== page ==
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Williams Investment Society Appoints 2015 Directors

The Williams Investment Society has named its 2015 directors. James Emanuelson ’16 will serve as the Society’s executive director. Kiril Krendov ’16 and Brian Krouskos ’16 will serve as directors.

Emanuelson is a business administration and accounting major from Dallas, Texas; Krendov is a business administration major from Sofia, Bulgaria; and Krouskos is an accounting and business administration major from Alpharetta, Ga. All three have already secured summer internships, at Goldman Sachs, Deutsche Bank, and JP Morgan respectively.

The Williams Investment Society (WIS) is a student-led co-curricular club that invests a portion of Washington and Lee University’s endowment in equity securities. Forty students manage a portfolio of more than $5.5 million; each year, their goal is to beat the return rate of the S&P 500.

“Investing real capital in the market helps students develop interest and expertise in investments and financial analysis—an experience that sets Washington and Lee apart from many other schools,” said Adam Schwartz, a business administration professor and the advisor of WIS.

Students can join WIS as first-years, sophomores, or juniors. Emanuelson, Krendov and Krouskos all joined as sophomores. The application process, which includes a written application as well as an in-person interview, is strenuous. Less than half of all applicants earn a spot in the group.

Directors are chosen by the society’s outgoing leadership team with oversight by Professor Schwartz. To be considered for a leadership role, applicants must be members of WIS who have demonstrated an outstanding commitment to the society.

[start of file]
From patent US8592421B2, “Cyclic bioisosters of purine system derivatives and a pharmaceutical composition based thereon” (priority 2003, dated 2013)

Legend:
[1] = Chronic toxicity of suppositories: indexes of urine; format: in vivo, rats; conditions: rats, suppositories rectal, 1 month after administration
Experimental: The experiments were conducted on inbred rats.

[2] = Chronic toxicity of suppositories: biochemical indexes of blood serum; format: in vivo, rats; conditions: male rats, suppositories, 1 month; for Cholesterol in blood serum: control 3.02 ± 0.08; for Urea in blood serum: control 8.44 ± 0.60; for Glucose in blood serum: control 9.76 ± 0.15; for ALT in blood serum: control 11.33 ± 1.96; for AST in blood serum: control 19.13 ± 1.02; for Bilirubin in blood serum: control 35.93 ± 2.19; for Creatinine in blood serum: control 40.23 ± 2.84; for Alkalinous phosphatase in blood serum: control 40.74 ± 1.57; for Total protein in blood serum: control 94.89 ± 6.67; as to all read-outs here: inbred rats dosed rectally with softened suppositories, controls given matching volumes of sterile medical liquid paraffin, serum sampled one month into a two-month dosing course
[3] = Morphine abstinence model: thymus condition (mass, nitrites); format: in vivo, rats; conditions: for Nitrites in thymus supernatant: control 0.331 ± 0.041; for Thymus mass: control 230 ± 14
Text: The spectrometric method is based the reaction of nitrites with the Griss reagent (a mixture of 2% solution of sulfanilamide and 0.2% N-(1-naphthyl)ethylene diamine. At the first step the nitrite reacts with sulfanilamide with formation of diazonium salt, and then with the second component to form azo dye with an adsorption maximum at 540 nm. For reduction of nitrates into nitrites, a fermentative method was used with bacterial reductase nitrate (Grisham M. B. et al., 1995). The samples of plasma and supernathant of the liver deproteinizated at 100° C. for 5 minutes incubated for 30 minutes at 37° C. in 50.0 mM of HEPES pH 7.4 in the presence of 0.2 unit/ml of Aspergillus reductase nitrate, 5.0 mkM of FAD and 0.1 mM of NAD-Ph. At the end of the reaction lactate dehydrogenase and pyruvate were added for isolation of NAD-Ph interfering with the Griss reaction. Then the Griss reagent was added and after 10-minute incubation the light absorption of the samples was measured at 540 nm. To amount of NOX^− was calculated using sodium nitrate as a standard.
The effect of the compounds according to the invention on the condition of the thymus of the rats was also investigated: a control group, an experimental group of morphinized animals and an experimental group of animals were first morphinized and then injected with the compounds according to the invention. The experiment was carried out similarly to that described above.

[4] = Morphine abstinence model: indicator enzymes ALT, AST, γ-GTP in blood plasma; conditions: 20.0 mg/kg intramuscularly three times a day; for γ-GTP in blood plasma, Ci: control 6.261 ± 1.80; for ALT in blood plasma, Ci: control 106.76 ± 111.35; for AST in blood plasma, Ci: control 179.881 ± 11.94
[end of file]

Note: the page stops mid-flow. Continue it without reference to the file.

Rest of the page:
“Choosing the new directors required careful consideration. We took many factors into account, such as financial knowledge, communication and presentation skills, and the quality of work each applicant had contributed to the group so far,” said Sarah Beth Hampton ’15, WIS’s outgoing executive director.

Directors are responsible for recruiting new members and ensuring that they get up to speed quickly. They also work closely to coordinate visits by corporate recruiters and guest speakers. Faculty and alumni frequently make guest presentations at meetings. Economics professor Linda Hooks often presents on current Fed policy, alumni Brian Keegan ’11 and Jason Harden ’12 of Sands Capital Management advised WIS this past year, and the group recently enjoyed a teleconference with Board of Trustees member Bill Miller ’72, the former chairman and chief investment officer of Legg Mason Capital Management.

WIS meets two to three times per week. Upon acceptance into the society, students are assigned to a specific industry group, such as energy, consumer staples, or consumer discretionary, and make regular buy/sell presentations accordingly.

Much of the research WIS students do for their presentations is qualitative, not quantitative. Each student is responsible for researching and reporting out on certain stocks within their sector. It’s about getting to know the company, its potential for growth, the risks, and the rationales.

“People think finance is a bunch of guys crunching numbers all day long but there’s a lot of qualitative work you need to do before you can crunch the numbers,” said Krendov. “You have to ask yourself, ‘Why do customers like this company?'”